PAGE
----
What I Learned From My 3 Favorite Childhood Authors

During my teenage years, when I really started to read a lot, three authors stood out as my favorites: Stephen King, John Irving, and Pat Conroy. Here's one of the many things I learned from each novelist that I try to apply to my writing every day:

I learned from Stephen King that if you create real and likable characters, you can put them into any situation (and I mean ANY). I fell in love with his stories because of the people, not because of the terror unleashed on them.

I learned from John Irving a quote he once said regarding his characters: "What's the worst thing that can happen?" I also saw the power of an ending. A Prayer For Owen Meany is one of my favorite novels, and it all builds to that ending.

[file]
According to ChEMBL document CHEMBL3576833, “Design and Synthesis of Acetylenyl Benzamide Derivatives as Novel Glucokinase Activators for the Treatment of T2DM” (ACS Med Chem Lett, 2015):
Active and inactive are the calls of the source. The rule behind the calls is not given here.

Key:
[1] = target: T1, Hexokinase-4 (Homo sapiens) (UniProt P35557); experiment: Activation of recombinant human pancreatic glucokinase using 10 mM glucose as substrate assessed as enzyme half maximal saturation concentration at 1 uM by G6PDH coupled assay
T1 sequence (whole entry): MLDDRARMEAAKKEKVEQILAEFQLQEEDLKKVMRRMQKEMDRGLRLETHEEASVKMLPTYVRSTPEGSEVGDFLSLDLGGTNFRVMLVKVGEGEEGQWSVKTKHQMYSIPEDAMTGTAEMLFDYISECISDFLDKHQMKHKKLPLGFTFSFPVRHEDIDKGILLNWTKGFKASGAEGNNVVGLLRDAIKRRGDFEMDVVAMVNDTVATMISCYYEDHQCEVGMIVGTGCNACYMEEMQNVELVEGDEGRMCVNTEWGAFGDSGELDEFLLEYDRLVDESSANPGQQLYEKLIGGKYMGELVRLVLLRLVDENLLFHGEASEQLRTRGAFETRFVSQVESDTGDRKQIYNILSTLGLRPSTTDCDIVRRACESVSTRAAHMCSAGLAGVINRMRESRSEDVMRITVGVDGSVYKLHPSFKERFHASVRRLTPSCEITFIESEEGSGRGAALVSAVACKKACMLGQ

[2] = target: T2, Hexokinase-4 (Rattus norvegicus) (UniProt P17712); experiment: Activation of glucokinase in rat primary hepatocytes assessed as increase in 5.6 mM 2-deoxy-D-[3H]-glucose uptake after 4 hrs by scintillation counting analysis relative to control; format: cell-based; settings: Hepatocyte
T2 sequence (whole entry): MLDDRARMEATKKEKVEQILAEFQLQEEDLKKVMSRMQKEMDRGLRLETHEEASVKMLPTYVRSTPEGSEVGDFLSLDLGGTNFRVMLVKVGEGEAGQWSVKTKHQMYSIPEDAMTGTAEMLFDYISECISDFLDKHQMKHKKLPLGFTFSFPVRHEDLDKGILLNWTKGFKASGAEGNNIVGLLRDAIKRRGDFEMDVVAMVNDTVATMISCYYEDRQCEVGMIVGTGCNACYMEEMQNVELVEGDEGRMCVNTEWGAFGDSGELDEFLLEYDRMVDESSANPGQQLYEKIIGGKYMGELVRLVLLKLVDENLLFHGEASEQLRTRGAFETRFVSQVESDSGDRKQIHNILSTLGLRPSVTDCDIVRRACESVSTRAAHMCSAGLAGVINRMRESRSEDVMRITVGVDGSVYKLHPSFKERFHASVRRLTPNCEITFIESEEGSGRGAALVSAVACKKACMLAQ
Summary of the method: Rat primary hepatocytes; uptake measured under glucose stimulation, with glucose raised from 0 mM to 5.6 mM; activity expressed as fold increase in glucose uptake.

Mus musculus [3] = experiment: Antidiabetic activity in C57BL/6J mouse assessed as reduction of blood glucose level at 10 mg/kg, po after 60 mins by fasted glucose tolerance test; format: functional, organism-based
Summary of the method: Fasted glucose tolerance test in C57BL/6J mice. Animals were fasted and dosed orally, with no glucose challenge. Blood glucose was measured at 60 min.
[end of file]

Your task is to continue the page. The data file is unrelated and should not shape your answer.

I learned from Pat Conroy that it's okay to take experiences from your own life and put them into a fictitious form. That it can be healing in a certain way. I also learned the power and the beauty of language.

As a novelist, I'm probably closest to King in terms of writing style. I tried to write my Pat Conroy novel but realized I can't construct language like The Prince of Tides (very few can). I tried to write my epic Irving-esque coming-of-age Owen Meany story but failed again. That's okay. At least I tried.

These three authors were my favorites during those informative teen years. I still have all their works on the shelves behind me. I admire the work they've done, the highs and the lows of their careers. I often pick out my favorite novels they've written to read sections, simply to admire the writing and to see how it was done. And to try and see if I can continue to learn a little something from it.